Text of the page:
State courts may also properly hear section 1983 cases pursuant to the SUPREMACY CLAUSE of Article VI of the U.S. Constitution. The Supremacy Clause mandates that states must provide hospitable forums for federal claims and the vindication of federal rights. This point was solidified in the Supreme Court decision of Felder v. Casey, 487 U.S. 131, 108 S. Ct. 2302, 101 L. Ed. 2d 123 (1988). The Felder case involved an individual who was arrested in Wisconsin and later brought suit in state court against the police officers and city for violations of his federal rights. The state court dismissed the claim because the plaintiff failed to properly comply with a state procedural law. But the Supreme Court overturned the state decision, holding that the Wisconsin statute could not bar the individual's federal claim.
To bring an action under section 1983, the plaintiff does not have to begin in state court. However, if the plaintiff chooses to bring suit in state court, the defendant has the right to remove the case to federal court.
To prevail in a claim under section 1983, the plaintiff must prove two critical points: a person subjected the plaintiff to conduct that occurred under color of state law, and this conduct deprived the plaintiff of rights, privileges, or immunities guaranteed under federal law or the U.S. Constitution.
A state is not a "person" under section 1983, but a city is a person under the law (Will v. Michigan Department of State Police, 491 U.S. 58, 109 S. Ct. 2304, 105 L. Ed. 2d 45 ). Similarly, state officials sued in their official capacities are not deemed persons under section 1983, but if sued in their personal capacities, they are considered to be persons. Thus if a plaintiff wants to bring a section 1983 claim against a state official, she or he must name the defendants in their personal capacity and not in their professional capacity. Like a state, a territory, such as the territory of Guam, is not considered to be a person for the purposes of section 1983.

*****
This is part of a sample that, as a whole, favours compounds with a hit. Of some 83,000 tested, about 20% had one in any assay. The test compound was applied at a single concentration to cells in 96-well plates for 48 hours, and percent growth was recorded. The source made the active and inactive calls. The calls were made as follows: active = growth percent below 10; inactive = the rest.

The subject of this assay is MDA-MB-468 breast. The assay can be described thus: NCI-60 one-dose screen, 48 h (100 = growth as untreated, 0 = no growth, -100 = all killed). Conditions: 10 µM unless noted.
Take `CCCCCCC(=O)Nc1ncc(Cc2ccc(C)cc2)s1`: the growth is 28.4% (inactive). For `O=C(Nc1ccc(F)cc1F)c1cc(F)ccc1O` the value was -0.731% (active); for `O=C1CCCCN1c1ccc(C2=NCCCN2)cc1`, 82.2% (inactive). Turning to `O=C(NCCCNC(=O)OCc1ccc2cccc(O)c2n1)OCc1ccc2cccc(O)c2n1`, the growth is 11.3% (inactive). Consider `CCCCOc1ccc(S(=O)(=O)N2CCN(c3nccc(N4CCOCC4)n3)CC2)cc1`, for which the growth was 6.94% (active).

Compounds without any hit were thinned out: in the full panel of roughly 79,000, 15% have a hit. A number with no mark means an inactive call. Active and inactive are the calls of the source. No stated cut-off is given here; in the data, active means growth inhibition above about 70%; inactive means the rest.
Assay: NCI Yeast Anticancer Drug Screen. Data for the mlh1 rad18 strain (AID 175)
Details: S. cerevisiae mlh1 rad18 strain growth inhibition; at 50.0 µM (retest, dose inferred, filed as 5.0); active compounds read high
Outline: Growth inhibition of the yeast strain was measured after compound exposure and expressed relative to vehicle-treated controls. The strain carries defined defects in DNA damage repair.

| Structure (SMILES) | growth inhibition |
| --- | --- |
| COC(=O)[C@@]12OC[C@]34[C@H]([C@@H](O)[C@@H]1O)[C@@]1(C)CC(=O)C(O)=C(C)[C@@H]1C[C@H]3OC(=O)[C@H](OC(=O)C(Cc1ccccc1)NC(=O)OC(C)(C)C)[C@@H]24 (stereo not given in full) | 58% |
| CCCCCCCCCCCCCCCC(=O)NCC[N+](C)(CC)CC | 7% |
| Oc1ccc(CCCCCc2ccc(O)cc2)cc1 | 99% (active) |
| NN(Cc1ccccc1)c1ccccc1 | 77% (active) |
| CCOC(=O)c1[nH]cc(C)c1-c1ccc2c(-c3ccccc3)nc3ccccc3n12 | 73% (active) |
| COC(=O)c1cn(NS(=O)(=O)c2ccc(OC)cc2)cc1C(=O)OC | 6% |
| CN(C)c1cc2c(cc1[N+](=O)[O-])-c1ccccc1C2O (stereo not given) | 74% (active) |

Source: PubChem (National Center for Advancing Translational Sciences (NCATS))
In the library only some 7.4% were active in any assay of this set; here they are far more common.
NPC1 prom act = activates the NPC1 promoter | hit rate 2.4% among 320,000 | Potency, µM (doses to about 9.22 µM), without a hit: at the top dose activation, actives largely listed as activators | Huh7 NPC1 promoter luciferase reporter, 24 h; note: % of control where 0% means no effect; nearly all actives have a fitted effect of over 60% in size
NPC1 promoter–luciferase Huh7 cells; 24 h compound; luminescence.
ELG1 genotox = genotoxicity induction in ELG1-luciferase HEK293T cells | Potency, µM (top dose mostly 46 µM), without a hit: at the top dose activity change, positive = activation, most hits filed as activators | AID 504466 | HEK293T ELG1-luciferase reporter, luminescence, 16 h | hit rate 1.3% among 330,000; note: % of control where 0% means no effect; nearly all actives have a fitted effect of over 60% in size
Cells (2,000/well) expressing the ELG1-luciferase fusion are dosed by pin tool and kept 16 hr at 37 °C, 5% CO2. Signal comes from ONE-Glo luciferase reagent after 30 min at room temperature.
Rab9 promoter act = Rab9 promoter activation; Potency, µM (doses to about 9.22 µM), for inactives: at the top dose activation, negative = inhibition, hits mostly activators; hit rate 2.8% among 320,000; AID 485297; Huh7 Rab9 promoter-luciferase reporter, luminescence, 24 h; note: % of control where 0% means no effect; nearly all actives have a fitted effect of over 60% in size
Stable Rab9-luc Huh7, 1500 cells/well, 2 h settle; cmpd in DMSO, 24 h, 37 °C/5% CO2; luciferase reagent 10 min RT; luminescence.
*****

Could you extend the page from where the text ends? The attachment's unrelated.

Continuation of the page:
The Supreme Court has broadly construed the provision "under color of any statute" to include virtually any STATE ACTION including the exercise of power of one "possessed by virtue of state law and made possible only because the wrongdoer is clothed with the authority of state law" (United States v. Classic, 313 U.S. 299, 61 S. Ct. 1031, 85 L. Ed. 1368 ). Thus, the wrongdoer's employment by the government may indicate state action, although it does not conclusively prove it. Even if the wrongdoer did not act pursuant to a state statute, the plaintiff may still show that the defendant acted pursuant to a "custom or usage" that had the force of law in the state. In Adickes v. S. H. Kress & Co., 398 U.S. 144, 90 S. Ct. 1598, 26 L. Ed. 2d 142 (1970), the plaintiff
was able to prove that she was refused service in a restaurant due to her race because of a state-enforced custom of racial SEGREGATION, even though no state statute promoted racial segregation in restaurants.
A successful section 1983 claim also requires a showing of the deprivation of a constitutional or federal statutory "right." This showing is required because section...